The only body parts you need in a love scene are the brain and the heart. Once I learned to focus on who my characters are and how they are feeling, love scenes got a lot easier. That doesn't mean my characters can't have wonderful, hot sex! They are, after all, healthy adults, and I am writing about healthy, adult relationships. But one mistake beginning writers can make is to think of physical intimacy as something separate from the intimacy and conflict developing in the rest of the story.

Do you write at home? If so where?

I'm very lucky now because I have a little office off the family room—close enough to hear the kids if they need me, but not so close I have to hear the television! When I started out, I wrote at the kitchen table.

How many hours do you spend writing a day? Do you have to be quite disciplined?

I've always written during the day while the children were at school. I get up from my computer quite a bit. Not only is moving around better for me physically, but I come up with some of my best dialogue while I'm folding laundry. Of course, like anyone who works at home, I have to fight the distractions of the telephone, the Internet, the breakfast dishes piled in the sink...

What or who has been your biggest inspiration?

I would never have attended my first writers' conference without the encouragement of my husband. He's my hero.

What is your favorite book?

I can't possibly pick just one. But my love for romantic suspense began with Mary Stewart's Nine Coaches Waiting.

How does writing fit round spending time with your family?

Writing is wonderfully flexible. I actually used to write in the car during my sons' soccer practice. (Not during games, though!) And if I need to take time from my writing day for teacher conferences or doctors' appointments or an emergency phone call, I can do that. I have to make it up later, though...usually late at night. I try not to write on the weekends.

Was it hard getting your first book published?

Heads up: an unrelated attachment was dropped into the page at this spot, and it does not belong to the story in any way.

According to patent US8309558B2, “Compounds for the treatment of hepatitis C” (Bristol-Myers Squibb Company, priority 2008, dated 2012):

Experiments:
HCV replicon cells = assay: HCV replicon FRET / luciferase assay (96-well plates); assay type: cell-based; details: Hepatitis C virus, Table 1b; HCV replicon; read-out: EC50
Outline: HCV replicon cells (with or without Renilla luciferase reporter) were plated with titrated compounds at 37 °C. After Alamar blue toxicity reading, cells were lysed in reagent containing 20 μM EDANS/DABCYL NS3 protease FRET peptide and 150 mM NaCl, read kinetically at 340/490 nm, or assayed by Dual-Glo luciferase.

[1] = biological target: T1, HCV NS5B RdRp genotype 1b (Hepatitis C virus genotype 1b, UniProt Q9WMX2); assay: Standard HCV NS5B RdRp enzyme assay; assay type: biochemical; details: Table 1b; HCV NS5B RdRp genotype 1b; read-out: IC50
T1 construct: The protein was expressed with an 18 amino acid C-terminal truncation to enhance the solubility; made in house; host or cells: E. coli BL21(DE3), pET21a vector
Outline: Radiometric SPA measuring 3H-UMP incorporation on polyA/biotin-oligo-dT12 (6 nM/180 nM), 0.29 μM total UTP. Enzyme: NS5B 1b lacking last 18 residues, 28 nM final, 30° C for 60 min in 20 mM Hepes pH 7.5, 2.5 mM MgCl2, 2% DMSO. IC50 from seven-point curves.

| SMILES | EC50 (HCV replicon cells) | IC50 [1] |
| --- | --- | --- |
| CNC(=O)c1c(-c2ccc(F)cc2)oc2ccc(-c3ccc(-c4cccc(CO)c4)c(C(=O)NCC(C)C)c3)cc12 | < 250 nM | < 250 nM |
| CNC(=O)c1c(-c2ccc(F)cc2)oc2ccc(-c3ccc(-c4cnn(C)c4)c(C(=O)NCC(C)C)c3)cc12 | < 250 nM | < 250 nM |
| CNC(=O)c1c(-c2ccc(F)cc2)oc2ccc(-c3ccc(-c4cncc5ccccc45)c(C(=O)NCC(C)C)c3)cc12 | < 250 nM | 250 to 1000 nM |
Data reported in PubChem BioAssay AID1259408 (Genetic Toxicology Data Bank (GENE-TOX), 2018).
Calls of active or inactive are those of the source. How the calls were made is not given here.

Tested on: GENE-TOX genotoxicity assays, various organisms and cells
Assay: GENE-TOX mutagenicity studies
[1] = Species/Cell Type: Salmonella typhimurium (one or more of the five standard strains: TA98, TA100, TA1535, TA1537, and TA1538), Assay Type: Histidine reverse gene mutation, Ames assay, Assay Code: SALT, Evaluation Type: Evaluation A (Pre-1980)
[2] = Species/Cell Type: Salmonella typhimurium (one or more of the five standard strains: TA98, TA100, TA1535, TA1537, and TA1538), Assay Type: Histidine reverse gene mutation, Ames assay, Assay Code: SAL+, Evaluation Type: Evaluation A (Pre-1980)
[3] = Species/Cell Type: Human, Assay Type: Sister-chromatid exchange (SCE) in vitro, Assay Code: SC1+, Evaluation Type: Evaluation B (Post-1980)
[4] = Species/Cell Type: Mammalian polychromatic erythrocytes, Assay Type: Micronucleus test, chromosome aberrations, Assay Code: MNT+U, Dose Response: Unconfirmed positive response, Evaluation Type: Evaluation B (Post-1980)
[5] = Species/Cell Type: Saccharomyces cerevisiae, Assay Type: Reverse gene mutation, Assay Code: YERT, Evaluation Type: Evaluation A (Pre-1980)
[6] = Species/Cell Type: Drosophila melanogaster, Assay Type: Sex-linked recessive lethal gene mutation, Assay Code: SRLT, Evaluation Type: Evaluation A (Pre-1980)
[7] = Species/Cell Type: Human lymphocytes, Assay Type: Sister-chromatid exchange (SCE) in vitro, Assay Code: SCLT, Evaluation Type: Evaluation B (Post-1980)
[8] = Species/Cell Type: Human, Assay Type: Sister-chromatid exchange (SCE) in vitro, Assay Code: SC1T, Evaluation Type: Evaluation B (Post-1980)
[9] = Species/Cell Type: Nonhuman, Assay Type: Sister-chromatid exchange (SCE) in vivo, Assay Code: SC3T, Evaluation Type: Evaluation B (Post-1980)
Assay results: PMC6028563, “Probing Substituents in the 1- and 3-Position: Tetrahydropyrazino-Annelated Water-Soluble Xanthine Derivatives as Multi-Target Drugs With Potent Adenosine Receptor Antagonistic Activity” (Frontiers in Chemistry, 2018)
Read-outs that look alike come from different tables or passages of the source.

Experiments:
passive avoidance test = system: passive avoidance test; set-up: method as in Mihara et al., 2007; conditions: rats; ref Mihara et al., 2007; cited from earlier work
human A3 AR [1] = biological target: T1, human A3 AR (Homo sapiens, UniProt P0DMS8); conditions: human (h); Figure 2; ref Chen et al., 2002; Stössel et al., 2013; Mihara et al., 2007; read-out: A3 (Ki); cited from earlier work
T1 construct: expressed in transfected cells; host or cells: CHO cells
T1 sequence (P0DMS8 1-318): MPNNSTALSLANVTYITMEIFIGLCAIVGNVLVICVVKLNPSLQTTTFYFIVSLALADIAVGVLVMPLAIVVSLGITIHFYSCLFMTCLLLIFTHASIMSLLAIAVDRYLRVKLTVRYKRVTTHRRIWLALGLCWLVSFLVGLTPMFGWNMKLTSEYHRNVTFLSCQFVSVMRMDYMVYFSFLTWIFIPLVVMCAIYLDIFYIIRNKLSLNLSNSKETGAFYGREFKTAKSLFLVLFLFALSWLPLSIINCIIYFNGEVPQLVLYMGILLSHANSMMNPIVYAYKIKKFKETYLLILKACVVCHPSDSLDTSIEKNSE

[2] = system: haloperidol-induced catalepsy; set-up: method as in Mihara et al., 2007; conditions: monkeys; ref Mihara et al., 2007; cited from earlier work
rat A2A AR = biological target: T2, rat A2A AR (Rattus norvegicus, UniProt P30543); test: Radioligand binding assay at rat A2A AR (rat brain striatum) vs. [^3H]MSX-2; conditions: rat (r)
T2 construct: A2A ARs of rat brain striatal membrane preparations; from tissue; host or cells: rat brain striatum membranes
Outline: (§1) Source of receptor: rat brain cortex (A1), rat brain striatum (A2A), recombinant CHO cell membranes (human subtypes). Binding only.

Hard? No. Slow? Absolutely. It took me several years to write and sell my first book.

How did you go about it?

I picked up a copy of the Romance Writers Report from my local library. Shortly after that, I joined Romance Writers of America (which has an international outreach chapter). Check them out at RWA is an amazing organization which offers classes, contests, and contacts for its unpublished members. Attending a conference is like going to writers’ boot camp! Of course, all the conferences in the world won't do you any good unless you actually sit down and write the book.

What is the best bit of business advice you have been given?

Be persistent. Be professional. Don't take rejection personally, and don't give up.

What is the best bit of business advice you have been given?

Do you have any words of wisdom for Mums who would like to become Authors?

Read, read, read. And then write, write, write. I think it's very easy for beginning writers to fall into the trap of believing that there's a magic formula out there, that if they connect the dots or fill in the blanks they'll end up with a published novel. Writing isn't like that. Publishing certainly isn,t like that!

My best advice is that you read what you love. Write what you care about. Tell the truth that you know. And then, whether you sell or not, you'll have accomplished something you can take pride in.

Books by Virginia Kantra